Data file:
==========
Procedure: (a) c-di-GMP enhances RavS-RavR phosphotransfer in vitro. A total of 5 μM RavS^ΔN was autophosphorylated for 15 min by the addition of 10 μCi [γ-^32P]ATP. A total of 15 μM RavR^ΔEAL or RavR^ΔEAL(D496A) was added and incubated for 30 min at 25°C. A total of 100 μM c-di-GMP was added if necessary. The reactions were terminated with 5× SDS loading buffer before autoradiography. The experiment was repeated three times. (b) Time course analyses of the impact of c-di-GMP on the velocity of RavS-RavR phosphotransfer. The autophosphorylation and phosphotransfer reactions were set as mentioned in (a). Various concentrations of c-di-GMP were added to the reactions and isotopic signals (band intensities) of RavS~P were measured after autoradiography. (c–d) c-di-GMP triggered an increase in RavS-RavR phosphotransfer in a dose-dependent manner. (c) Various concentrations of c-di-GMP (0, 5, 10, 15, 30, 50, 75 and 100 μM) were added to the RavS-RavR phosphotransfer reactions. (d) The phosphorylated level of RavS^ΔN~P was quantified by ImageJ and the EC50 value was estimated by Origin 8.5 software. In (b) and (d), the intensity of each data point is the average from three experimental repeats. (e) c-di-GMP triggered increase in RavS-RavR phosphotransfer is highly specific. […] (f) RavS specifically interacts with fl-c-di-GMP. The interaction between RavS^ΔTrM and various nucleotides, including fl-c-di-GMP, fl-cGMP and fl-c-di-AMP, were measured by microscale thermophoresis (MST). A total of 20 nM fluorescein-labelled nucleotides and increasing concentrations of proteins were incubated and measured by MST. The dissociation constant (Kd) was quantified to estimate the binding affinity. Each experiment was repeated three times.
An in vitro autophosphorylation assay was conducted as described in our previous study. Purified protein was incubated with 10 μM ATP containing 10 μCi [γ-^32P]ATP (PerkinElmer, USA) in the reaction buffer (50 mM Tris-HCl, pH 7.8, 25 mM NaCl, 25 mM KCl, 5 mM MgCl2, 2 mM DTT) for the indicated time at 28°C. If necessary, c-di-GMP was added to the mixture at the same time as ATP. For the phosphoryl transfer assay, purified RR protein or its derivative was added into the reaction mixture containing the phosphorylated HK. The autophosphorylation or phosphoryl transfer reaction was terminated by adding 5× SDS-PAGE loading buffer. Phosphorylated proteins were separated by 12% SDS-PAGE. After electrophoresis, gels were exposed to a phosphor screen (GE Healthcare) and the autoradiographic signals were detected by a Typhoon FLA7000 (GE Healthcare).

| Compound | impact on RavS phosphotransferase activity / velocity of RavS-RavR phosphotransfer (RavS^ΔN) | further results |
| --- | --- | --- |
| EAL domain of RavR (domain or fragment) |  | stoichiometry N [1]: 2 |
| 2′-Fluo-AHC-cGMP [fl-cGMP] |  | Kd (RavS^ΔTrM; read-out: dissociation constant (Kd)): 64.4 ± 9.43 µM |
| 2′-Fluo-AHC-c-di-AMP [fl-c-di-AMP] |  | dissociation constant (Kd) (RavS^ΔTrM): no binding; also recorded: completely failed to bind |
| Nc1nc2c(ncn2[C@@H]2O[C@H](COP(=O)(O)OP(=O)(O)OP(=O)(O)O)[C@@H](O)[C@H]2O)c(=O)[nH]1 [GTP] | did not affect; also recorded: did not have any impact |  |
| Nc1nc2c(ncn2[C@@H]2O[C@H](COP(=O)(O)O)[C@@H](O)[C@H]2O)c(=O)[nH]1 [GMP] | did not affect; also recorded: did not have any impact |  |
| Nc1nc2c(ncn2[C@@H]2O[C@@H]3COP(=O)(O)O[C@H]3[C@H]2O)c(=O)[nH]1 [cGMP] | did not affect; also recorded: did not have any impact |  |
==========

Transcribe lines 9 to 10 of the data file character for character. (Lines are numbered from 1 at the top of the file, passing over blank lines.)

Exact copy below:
| Nc1nc2c(ncn2[C@@H]2O[C@H](COP(=O)(O)O)[C@@H](O)[C@H]2O)c(=O)[nH]1 [GMP] | did not affect; also recorded: did not have any impact |  |
| Nc1nc2c(ncn2[C@@H]2O[C@@H]3COP(=O)(O)O[C@H]3[C@H]2O)c(=O)[nH]1 [cGMP] | did not affect; also recorded: did not have any impact |  |